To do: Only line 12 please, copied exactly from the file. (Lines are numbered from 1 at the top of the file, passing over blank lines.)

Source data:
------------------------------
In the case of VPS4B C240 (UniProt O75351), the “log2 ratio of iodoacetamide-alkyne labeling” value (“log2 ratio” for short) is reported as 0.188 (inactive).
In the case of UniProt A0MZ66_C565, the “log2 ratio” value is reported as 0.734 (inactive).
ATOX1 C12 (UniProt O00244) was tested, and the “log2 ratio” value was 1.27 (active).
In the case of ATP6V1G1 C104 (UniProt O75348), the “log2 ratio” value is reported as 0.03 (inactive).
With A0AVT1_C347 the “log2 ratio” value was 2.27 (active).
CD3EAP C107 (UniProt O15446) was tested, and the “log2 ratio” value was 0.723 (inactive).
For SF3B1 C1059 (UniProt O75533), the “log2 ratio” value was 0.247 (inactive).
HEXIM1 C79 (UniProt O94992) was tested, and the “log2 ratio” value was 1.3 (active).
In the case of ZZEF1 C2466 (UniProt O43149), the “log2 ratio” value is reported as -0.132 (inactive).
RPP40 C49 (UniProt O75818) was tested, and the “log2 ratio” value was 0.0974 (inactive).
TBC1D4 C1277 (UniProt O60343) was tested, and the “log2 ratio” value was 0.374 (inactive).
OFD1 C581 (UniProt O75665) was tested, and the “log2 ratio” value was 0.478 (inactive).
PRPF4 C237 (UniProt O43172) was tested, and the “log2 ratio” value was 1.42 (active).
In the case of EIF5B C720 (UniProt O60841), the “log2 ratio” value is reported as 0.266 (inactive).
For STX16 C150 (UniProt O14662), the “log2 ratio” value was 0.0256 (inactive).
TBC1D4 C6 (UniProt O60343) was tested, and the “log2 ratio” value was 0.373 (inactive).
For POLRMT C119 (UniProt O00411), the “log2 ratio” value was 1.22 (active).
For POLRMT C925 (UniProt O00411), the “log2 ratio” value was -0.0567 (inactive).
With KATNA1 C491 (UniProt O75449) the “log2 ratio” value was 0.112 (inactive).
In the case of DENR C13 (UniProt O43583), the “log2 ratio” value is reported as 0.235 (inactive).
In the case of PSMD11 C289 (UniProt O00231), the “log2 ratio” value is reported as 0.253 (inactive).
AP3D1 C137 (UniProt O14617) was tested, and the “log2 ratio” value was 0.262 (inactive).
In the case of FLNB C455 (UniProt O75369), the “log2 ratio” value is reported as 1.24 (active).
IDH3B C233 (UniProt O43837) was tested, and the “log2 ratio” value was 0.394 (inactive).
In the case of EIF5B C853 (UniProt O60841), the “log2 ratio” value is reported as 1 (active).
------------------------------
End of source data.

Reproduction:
OFD1 C581 (UniProt O75665) was tested, and the “log2 ratio” value was 0.478 (inactive).